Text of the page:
October is Eat Local Challenge month, and we should have made a big deal about it before. However, we have all been pretty swamped — the road to blogging hell is paved with good post intentions. And truth is, all of us treat every month as an eat-local challenge, and mistakenly or not, we kind of assume regular readers of the Ethicurean do, too. Buying mostly, if not entirely, from farmers and ranchers within our foodshed seems second nature at this point. Or do I have that wrong?
(A humble note of apology: This post is NOT meant as a “nyah nyah” to the rest of you folks who do not live in states quite as agriculturally blessed as California. Please don’t hate us. Remember we pay insanely high prices for such privilege and we’ll probably all get wiped off the face of the earth in an earthquake any minute.)
Still, going to the Berkeley farmers market yesterday reminded me that I belong to the luckiest damn group of eaters in America. It was my first visit to the Saturday market in more than a month — I was away for two weeks, and then just somehow too stressed, depressed, and/or busy. While kind friends, my husband, and my sister have done some shopping for me, lately my diet has relied on grilled-cheese-and-chutney sandwiches and tinned sardines to an embarrassing extent. It was so nice to stroll through the hordes in the crisp fall air, towing my little Hook ‘n’ Go (please don’t harass me about the couple of plastic bags you see, I do my best OK?), saying hello to people I know, and gathering up all the late-summer bounty you see above.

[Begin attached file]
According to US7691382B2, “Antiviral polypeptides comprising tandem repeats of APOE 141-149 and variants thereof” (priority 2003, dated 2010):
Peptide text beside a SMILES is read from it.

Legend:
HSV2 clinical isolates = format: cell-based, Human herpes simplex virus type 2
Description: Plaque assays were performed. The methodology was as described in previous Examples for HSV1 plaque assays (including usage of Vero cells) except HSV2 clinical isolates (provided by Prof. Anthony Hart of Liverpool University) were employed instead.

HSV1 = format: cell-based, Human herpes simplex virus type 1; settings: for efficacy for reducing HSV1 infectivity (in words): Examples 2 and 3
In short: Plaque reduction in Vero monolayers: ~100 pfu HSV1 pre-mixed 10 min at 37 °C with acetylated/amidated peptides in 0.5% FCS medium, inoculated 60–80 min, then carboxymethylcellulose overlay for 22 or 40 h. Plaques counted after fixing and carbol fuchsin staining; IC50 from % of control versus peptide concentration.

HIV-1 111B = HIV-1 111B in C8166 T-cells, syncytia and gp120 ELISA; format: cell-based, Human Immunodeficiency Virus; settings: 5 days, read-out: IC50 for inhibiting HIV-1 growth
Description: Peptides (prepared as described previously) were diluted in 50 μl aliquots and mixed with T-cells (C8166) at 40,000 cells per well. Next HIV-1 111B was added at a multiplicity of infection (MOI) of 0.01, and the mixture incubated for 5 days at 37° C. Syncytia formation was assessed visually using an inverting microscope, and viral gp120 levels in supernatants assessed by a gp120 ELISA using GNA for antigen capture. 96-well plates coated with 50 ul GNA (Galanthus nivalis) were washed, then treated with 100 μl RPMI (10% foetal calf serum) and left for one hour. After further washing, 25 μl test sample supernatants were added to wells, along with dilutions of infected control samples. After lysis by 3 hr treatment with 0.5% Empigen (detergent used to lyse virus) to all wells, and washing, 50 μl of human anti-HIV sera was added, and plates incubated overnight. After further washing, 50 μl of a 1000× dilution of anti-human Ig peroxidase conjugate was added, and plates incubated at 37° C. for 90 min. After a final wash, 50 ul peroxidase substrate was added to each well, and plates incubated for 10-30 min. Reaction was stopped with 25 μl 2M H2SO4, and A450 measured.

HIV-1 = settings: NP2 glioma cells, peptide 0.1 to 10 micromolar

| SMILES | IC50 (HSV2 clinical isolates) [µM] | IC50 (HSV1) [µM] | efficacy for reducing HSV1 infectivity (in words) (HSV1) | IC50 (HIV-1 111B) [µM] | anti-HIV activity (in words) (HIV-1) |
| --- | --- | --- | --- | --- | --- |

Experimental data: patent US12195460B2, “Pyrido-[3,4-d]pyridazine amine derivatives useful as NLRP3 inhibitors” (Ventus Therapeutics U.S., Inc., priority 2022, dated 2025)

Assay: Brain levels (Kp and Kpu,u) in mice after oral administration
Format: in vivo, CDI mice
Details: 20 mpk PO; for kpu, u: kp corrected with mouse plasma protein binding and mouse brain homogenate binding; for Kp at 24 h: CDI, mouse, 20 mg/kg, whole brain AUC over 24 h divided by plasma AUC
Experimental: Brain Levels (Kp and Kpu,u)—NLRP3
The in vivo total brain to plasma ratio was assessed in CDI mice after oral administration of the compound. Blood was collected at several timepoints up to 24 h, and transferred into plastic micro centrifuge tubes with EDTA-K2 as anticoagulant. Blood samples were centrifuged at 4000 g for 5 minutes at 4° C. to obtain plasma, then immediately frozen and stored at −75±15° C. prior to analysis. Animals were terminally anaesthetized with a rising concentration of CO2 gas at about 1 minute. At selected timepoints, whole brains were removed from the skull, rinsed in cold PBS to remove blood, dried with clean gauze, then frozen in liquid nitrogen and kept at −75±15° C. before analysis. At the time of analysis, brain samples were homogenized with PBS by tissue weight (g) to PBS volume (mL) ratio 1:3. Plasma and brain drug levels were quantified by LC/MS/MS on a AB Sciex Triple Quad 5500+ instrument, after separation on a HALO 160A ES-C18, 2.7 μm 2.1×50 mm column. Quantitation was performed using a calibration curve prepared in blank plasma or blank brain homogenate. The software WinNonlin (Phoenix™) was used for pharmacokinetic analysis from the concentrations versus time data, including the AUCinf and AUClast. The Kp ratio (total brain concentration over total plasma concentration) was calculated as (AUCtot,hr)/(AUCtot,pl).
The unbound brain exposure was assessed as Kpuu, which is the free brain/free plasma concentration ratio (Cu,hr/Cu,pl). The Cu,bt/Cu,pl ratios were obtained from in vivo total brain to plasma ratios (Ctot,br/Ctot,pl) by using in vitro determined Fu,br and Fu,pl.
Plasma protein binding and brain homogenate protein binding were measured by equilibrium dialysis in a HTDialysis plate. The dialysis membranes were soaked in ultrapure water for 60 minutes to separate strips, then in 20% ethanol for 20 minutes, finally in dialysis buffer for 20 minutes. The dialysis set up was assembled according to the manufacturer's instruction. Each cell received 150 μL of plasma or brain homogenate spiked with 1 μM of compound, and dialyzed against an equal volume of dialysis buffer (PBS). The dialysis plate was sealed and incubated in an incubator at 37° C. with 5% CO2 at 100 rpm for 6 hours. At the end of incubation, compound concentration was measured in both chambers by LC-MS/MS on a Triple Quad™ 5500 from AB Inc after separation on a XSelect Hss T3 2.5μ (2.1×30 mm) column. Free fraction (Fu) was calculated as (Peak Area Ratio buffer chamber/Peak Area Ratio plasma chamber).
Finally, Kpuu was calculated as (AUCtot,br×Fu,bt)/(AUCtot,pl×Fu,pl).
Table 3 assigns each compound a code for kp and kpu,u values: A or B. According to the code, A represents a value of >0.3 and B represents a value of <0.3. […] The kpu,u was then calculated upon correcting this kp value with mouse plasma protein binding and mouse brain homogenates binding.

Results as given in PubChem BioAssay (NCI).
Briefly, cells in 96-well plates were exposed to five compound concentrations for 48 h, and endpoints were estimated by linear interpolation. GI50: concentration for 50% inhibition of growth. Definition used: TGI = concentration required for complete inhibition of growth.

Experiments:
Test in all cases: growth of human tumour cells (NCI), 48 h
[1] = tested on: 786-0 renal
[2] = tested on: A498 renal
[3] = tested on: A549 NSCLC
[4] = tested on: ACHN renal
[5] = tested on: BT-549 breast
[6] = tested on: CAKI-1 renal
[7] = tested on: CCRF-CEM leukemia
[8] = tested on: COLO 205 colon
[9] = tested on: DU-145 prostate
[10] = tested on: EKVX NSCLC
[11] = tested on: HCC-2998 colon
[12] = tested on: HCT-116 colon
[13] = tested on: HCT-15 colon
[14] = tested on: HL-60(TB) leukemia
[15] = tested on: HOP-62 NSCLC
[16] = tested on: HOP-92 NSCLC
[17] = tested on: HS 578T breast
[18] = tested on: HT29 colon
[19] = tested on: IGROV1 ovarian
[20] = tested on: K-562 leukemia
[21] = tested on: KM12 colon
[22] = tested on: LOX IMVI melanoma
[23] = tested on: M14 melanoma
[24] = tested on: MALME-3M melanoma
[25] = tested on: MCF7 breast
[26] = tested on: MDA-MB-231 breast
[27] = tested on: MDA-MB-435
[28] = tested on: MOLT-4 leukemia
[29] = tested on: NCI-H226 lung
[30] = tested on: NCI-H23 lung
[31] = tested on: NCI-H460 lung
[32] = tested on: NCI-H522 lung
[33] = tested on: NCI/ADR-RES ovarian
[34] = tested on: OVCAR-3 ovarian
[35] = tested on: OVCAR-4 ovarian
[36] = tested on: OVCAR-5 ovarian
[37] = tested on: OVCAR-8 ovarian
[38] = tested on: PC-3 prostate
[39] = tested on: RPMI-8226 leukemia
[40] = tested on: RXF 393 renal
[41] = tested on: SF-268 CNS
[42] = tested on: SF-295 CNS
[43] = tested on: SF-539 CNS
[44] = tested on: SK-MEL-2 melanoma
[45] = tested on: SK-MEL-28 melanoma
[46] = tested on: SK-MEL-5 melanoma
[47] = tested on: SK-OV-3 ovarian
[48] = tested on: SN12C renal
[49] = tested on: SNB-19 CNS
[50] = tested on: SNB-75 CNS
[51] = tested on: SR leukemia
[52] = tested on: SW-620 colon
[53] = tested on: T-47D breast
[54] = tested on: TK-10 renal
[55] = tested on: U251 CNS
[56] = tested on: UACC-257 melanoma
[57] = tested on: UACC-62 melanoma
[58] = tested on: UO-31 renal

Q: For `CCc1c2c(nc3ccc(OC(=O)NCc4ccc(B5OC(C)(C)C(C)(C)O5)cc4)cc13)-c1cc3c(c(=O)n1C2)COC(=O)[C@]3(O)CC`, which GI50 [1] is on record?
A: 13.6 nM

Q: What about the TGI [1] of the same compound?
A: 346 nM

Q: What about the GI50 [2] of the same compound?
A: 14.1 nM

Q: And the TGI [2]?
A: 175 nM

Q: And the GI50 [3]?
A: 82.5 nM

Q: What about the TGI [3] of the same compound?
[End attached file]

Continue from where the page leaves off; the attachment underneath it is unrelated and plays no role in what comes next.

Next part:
I purchased: tomatoes (including some organic but “cosmetically challenged” ones for $1/lb), apples, plums, pluots, 3 pints strawberries, butternut squash, green beans, peppers, scallions, onions, red and purple potatoes, zucchini, cucumbers, summer squash, and assorted greens (kale, bok choi, purslane, 3 heads of lettuce), and a pound of dates. On the prepared foods side, I picked up local butter and cowsmilk cheddar, raw goat feta and a new kefir product from my favorite goat dairy, apple cider, pancetta (Fatted Calf was out of bacon, boo), two packages of egg fettucine, and two loaves of whole wheat bread, one of them made with local flour from Full Belly. (By the way — and this may be the equivalent of teaching your grandmother to suck eggs — but I only recently discovered that if you store freshly baked bread in a paper bag inside a tightly closed plastic bag in the fridge, it stays soft and sliceable for a week or more. I thus no longer buy “sandwich” bread.) Now, some of the above did come from more than 100 miles away, but…man, I love those dates. Nature’s crack.
Total cost: $125. Augmented with meat I have in the freezer from the local farm for which I work about 20 hours a month on the barter system, plus the canned salmon, tuna, and sardines I either buy from local sources or order from Vital Choice Wild Seafood, this should be enough to make most of my husband’s and my meals for about 7-10 days. And my satisfaction level afterward? Priceless.